Wisconsin expands vaccine eligibility to age 16 and older
MADISON, Wis. (AP) — Everyone age 16 and up became eligible for the COVID-19 vaccine in Wisconsin on Monday, the same day that an outbreak of a more contagious variant of the coronavirus was reported at a Dane County child care center and positive cases statewide continued to increase.
Also Monday, the state announced it was once again accepting applications for unarmed combat sports programs like boxing, kickboxing and mixed martial arts with the events expected to take place after June 1. They have been on hold since March 24, 2020.
The mixture of good and bad news for the state mirrored the story across much of the world, as the push to vaccinate as many people as possible amid new variants of the virus.
In Wisconsin, as of Monday 33% of the population had received at least one vaccine dose and more than 20% were fully vaccinated, the state Department of Health Services reported. But the percentage of newly confirmed cases continued to go up from a low point during the second week in March.
Over the past two weeks, the rolling average number of daily new cases in Wisconsin increased by nearly 26%, according to data from Johns Hopkins University. There were 169 new cases per 100,000 people over the past two weeks in Wisconsin, which ranks 36th in the country for new cases per capita.
Public Health Madison & Dane County on Monday said that 35 people connected to a single child care center tested positive for the virus, including a more contagious variant first identified in the United Kingdom. The health department said 21 of the center’s children and workers tested positive as did 14 of their family members. It did not name the center or where in the county it was located.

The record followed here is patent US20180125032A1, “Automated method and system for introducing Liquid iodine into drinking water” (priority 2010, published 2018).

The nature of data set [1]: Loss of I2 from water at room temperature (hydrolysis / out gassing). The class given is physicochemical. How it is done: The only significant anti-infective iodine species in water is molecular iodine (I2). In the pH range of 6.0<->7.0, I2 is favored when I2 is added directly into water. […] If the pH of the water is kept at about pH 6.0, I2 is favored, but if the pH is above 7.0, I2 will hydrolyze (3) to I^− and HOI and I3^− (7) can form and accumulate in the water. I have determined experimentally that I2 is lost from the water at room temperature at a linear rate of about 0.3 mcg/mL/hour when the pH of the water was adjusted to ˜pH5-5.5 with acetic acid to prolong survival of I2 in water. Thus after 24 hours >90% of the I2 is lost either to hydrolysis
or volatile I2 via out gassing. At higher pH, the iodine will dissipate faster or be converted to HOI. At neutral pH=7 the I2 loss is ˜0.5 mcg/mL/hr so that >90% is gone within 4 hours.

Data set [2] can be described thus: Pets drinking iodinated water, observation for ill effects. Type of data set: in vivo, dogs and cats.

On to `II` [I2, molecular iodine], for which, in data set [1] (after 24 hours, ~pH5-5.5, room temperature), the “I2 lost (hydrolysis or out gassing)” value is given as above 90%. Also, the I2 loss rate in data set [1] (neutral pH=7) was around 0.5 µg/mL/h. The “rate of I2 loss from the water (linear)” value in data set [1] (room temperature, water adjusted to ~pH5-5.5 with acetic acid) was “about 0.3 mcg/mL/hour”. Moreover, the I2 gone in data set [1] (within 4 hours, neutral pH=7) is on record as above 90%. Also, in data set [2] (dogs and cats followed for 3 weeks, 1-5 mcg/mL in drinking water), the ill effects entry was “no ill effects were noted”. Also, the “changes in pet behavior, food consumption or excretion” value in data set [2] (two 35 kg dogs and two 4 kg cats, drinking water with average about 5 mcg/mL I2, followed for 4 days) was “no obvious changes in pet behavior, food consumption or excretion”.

Most of the children who tested positive had mild symptoms like fever and cough, the health department said, while urging parents not to discount those symptoms for seasonal allergies but instead have children tested for COVID-19.
“We know the variants are more infectious, and younger children can’t be vaccinated yet, so this is an important reminder that we must all continue to take precautions,” said Janel Heinrich, director of Public Health Madison & Dane County, in a statement. “Get tested if you are showing any symptoms, get your children tested if they are showing symptoms, and get vaccinated as soon as you can. The vaccines are highly effective against severe disease and death from COVID-19 infection, even with the most prevalent variants.”
As of Thursday in Wisconsin, 139 cases of the variant from the U.K., known as B117, have been detected. There have been eight cases of the variant first identified in South Africa and one case of the variant first found in Brazil.
Everyone in the state age 16 is now eligible for the vaccine, although state health officials warned that demand was outpacing supply. Those age 16 and 17 can receive only the vaccine developed by Pfizer-BioNTech.
The Wisconsin National Guard announced Monday that all military service members and military civilians, dependents, contractors, and military retirees could schedule appointments through the Guard.
“It will take patience, but we encourage everyone to get vaccinated,” said state health secretary Karen Timberlake.
The state’s vaccine deployment made it possible to resume boxing and other combat sports, said Wisconsin Department of Safety and Professional Services Secretary Dawn Crim.
“People are just kind of chomping at the bit for the return to sports, and unarmed combat sports is in the same boat,” Crim said.
Masks will be required for all attendees, but participants can remove them. Other safety protocols, including limiting crowd sizes and requiring either a negative COVID-19 test or proof of vaccination will also be implemented.